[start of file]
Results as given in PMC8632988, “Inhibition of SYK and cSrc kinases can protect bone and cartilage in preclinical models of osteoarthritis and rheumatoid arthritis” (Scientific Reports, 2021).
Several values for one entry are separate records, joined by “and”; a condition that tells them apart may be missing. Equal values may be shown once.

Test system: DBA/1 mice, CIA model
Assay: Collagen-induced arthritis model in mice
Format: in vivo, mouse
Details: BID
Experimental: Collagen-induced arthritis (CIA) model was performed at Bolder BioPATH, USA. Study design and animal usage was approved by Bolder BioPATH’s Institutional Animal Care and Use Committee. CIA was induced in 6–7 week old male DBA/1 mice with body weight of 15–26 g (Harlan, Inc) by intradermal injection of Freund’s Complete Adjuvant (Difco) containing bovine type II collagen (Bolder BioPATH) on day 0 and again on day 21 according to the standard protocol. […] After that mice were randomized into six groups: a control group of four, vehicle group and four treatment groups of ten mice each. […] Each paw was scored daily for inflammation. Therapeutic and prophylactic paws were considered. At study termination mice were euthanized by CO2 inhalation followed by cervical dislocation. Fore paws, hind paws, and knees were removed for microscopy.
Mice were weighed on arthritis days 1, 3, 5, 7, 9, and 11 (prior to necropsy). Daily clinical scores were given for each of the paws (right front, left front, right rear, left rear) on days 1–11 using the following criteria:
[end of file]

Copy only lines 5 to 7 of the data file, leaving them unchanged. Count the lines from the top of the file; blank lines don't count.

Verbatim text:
Format: in vivo, mouse
Details: BID
Experimental: Collagen-induced arthritis (CIA) model was performed at Bolder BioPATH, USA. Study design and animal usage was approved by Bolder BioPATH’s Institutional Animal Care and Use Committee. CIA was induced in 6–7 week old male DBA/1 mice with body weight of 15–26 g (Harlan, Inc) by intradermal injection of Freund’s Complete Adjuvant (Difco) containing bovine type II collagen (Bolder BioPATH) on day 0 and again on day 21 according to the standard protocol. […] After that mice were randomized into six groups: a control group of four, vehicle group and four treatment groups of ten mice each. […] Each paw was scored daily for inflammation. Therapeutic and prophylactic paws were considered. At study termination mice were euthanized by CO2 inhalation followed by cervical dislocation. Fore paws, hind paws, and knees were removed for microscopy.